Let’s Go To Work! Mr Pinks On Disco Discharge And Exclusive Mix

Mr Pinks is the mysterious mirror shaded don behind Demon's Disco Discharge series. He tells us about his fine series of comps. With exclusive mix. Photos by Allan Tannenbaum NSFW

The photos at the foot of this article are not safe for work

Disco depth-charge mixtape by elninodiablo

Regular readers will know that there is nothing that the Quietus likes more than a fierce blast of disco straight from the source and for the last two years now, Demon’s Disco Discharge series has been our first port of call.

To celebrate the release of another four fine compilations (Mondo Disco, Disco Fever USA, Euro Beats and Cruising The Beats) we decided to speak to the brains behind the operation, the mysterious Mr Pinks. And while you’re reading what he has to say, why not listen to our exclusive Disco Depth Charge Mix, which was kindly put together by Mr Pink’s other half, Steve Matthews.

I guess I should ask you first of all, how you got the name Mr Pinks?

Mr Pinks: Mr Pinks is actually a cuddly toy which I’ve had for years.

I should admit I was expecting something more lurid.

MP: I know, I know, I should make something up but it’s just a little dog, there’s no interesting story behind it.

So Disco Discharge is an excellent series of releases that regular readers of the Quietus will know about. I like it for that same reason that I like the Soul Jazz Dynamite reggae series, it seems to pull off that trick of being attractive to both serious disco heads and keen novices alike. It’s certainly broadened and deepened my knowledge of disco. Can you tell us about the start of the project?

MP: Yeah, it was about 2008 and I went to a guy that I work with at Demon and I just said to him, ‘Look I’ve got this idea…’ and he was interested and asked me to flesh it out. So I went away and the first thing I did was to put a track list together and I also came back with the idea for using these retro black and white images. He loved the idea and it just went from there really.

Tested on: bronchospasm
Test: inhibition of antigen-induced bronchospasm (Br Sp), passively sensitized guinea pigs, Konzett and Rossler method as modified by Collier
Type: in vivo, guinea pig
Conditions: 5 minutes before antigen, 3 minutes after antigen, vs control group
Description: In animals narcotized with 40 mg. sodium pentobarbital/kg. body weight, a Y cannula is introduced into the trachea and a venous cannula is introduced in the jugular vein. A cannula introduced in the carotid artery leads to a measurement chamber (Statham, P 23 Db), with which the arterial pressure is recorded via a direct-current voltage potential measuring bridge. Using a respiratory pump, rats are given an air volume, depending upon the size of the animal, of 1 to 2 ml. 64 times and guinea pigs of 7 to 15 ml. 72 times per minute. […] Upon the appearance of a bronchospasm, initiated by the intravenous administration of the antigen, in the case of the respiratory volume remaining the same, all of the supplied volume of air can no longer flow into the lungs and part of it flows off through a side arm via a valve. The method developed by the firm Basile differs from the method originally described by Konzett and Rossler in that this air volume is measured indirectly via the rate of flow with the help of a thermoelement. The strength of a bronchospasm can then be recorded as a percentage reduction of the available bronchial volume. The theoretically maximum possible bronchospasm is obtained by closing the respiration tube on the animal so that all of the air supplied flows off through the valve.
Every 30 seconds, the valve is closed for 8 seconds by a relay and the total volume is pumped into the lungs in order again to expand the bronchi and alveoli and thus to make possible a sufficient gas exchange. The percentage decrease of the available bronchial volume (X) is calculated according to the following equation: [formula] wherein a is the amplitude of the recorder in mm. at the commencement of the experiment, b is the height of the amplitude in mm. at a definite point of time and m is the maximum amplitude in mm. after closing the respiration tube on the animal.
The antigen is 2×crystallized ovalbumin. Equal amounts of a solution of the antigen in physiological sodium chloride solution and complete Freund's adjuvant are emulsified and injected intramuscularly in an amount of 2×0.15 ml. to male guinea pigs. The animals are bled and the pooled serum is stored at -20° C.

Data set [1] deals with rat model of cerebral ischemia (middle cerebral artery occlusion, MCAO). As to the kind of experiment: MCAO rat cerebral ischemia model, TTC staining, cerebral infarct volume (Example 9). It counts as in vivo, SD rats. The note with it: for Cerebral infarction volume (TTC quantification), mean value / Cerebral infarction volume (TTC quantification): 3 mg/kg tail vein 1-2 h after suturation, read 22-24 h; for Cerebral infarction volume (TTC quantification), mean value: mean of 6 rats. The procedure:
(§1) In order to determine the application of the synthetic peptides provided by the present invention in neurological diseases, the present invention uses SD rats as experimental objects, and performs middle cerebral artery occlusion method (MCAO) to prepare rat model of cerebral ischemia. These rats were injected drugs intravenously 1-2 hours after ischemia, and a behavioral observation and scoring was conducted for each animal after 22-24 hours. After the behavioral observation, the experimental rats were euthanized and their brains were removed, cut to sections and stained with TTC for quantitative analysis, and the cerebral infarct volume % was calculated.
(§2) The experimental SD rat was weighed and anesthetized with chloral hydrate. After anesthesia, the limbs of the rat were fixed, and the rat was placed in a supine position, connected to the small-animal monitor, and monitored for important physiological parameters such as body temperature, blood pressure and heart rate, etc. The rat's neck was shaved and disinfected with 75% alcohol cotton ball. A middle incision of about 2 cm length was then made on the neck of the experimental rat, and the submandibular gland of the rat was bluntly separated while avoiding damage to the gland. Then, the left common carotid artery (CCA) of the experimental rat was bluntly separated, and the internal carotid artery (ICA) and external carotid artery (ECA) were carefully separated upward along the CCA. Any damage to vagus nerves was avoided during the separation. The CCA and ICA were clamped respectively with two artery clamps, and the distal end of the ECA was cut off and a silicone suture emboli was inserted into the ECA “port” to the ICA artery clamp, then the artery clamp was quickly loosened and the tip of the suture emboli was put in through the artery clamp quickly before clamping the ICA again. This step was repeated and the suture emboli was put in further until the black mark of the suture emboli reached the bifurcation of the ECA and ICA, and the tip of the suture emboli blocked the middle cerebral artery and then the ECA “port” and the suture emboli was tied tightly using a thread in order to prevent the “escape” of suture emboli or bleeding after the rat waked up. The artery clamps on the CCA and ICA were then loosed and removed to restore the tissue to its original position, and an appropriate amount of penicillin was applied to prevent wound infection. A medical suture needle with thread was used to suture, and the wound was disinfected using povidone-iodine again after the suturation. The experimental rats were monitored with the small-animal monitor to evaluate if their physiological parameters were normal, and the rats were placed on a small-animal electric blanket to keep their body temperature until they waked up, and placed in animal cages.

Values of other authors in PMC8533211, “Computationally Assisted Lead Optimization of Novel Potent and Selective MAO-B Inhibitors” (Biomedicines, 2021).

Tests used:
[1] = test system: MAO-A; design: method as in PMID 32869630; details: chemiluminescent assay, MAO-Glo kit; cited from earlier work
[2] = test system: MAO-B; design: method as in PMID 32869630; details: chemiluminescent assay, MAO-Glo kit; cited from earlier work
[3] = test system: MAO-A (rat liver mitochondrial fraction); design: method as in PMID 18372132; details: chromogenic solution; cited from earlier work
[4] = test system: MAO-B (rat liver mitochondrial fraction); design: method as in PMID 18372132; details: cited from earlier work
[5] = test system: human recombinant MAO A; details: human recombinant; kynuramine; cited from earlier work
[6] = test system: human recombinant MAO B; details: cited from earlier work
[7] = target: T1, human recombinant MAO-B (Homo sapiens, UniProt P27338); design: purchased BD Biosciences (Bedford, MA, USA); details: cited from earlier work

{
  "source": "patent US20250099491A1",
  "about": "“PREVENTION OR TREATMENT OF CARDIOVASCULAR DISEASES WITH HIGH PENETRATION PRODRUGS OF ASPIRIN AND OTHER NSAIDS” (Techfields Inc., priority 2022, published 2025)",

The photographs are amazing. If there’s one thing I hate about the popular consumption and perception of disco, it’s idiots in afro wigs and Saturday Night Fever suits. These photos are undeniably camp but they’re also really awesome they capture the true spirit of disco. Where did you source them?

MP: They came from picture libraries. I originally googled loads of retro images… what I was really after were images that were disco-ish but without being overtly disco but more really about glamour.

More about the surrounding culture.

MP: Yes.

I guess enough people have already seen Bianca Jagger on a horse in a nightclub… these pictures are much more interesting. So, initially, what were the problems? I mean this series will have run to 12 double albums by next month but at the outset what obstacles did you face?

MP: The biggest problem out of everything, to be honest has been to track down people so we can license the songs. I do a full-time job at Demon, so all of this, I have to do in my spare time. I’ve spent ages on the internet basically. How people did these compilations 20-years-ago, I have no idea but I’ve been on facebook, google, social media… just trying to come up with some kind of contact. With the majors it’s not really a problem because we deal with them all the time, so it’s just a matter of emailing them and hoping that they’ve still got the rights. But with these guys in Italy… one of the songs I wanted more than anything else was ‘The Hills of Katmandu’…

By Tantra? That is one of my favourite disco songs…

MP: Yeah, what a brilliant record. So I’ve had it on vinyl for donkey’s years but I never thought in a million years that we’d end up finding him but we got hold of him via his lawyer because he still produces music in Italy and he’s quite famous over there for arranging music. [Tantra was basically the brain child of Celso Valli working under the alias Quelli Del Castello.] But there have been people we’ve just not been able to get in touch with, sadly they may have died or the rights have become very confused. Because we’re part of the BBC, every I has to be dotted and every t crossed. Unfortunately we can’t do what some smaller labels do and just include a disclaimer saying, ‘If you are the writer of this track please get in touch with us.’ Believe me, I’ve tried my hardest to get them to do that but they just won’t have it!